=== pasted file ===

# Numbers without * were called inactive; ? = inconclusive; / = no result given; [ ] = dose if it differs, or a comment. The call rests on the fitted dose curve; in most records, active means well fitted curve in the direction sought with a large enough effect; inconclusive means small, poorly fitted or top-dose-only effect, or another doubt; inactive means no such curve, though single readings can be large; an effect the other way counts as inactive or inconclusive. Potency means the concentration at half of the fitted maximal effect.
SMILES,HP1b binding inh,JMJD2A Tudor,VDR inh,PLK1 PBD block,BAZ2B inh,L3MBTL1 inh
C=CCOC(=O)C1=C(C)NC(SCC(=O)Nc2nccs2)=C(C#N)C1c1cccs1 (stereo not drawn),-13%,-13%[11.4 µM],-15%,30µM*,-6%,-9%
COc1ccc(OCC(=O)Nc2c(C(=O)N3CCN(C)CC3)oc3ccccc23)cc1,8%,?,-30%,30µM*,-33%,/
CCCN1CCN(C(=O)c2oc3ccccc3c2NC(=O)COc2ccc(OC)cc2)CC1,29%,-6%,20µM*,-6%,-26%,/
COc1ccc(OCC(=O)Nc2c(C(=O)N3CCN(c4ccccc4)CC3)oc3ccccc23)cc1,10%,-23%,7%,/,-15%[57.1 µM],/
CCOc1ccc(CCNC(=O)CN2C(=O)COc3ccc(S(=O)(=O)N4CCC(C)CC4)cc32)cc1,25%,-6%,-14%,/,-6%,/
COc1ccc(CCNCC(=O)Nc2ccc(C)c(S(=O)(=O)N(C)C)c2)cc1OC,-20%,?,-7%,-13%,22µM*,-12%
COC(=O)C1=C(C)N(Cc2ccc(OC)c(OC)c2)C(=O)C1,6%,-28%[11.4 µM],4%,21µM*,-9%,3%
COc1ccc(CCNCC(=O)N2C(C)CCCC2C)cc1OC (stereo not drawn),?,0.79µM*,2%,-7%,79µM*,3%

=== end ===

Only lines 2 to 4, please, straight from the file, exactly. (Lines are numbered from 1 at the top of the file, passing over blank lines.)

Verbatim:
SMILES,HP1b binding inh,JMJD2A Tudor,VDR inh,PLK1 PBD block,BAZ2B inh,L3MBTL1 inh
C=CCOC(=O)C1=C(C)NC(SCC(=O)Nc2nccs2)=C(C#N)C1c1cccs1 (stereo not drawn),-13%,-13%[11.4 µM],-15%,30µM*,-6%,-9%
COc1ccc(OCC(=O)Nc2c(C(=O)N3CCN(C)CC3)oc3ccccc23)cc1,8%,?,-30%,30µM*,-33%,/